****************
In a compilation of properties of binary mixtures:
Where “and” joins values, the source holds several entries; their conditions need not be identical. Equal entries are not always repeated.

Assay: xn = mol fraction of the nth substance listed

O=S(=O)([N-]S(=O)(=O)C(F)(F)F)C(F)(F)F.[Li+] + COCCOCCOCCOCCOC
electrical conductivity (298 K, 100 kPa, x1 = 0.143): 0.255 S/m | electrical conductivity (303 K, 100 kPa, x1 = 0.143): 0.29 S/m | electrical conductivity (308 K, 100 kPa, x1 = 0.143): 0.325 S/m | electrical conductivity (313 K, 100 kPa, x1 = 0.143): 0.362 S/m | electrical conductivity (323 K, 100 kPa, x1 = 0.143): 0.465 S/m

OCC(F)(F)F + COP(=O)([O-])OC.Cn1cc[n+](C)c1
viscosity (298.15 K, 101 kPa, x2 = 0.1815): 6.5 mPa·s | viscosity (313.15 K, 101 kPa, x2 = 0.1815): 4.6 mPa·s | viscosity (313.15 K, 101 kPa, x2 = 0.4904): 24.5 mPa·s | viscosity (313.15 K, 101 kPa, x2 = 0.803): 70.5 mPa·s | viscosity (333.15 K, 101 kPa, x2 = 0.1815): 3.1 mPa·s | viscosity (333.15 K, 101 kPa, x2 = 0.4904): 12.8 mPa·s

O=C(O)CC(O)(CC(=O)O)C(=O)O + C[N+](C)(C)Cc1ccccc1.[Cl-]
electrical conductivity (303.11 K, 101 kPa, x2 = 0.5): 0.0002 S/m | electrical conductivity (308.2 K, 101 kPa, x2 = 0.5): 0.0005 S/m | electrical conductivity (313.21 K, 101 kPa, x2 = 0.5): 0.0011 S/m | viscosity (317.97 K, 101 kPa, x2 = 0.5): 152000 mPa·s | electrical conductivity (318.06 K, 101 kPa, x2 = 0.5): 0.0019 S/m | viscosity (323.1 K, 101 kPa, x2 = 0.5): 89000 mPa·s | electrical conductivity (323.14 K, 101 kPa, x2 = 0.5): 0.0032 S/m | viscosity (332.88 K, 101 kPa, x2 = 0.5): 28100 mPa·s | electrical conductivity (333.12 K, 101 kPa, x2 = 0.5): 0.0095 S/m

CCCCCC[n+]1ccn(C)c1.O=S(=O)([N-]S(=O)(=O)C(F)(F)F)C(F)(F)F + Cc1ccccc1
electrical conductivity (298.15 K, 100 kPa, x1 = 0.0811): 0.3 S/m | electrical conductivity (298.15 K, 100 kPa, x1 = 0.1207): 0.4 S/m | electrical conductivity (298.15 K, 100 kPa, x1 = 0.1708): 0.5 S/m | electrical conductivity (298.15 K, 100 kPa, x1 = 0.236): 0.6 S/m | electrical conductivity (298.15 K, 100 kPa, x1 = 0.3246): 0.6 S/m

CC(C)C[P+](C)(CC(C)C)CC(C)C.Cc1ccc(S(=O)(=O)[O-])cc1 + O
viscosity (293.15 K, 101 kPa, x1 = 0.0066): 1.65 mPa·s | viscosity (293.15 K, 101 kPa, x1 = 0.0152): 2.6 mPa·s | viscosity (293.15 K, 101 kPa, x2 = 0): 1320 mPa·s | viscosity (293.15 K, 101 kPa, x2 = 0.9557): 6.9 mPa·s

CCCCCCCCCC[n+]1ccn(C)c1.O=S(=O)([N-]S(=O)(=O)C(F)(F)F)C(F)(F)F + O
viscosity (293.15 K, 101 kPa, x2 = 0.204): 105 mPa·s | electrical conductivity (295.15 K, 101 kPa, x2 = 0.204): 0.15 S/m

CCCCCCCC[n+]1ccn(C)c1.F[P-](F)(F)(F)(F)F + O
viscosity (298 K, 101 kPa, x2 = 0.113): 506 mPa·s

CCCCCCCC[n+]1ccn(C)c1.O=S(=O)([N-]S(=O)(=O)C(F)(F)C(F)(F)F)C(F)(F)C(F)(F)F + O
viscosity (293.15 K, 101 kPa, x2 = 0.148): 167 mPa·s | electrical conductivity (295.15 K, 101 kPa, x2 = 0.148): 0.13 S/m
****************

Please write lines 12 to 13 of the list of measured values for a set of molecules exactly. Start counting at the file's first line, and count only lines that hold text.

CC(C)C[P+](C)(CC(C)C)CC(C)C.Cc1ccc(S(=O)(=O)[O-])cc1 + O
viscosity (293.15 K, 101 kPa, x1 = 0.0066): 1.65 mPa·s | viscosity (293.15 K, 101 kPa, x1 = 0.0152): 2.6 mPa·s | viscosity (293.15 K, 101 kPa, x2 = 0): 1320 mPa·s | viscosity (293.15 K, 101 kPa, x2 = 0.9557): 6.9 mPa·s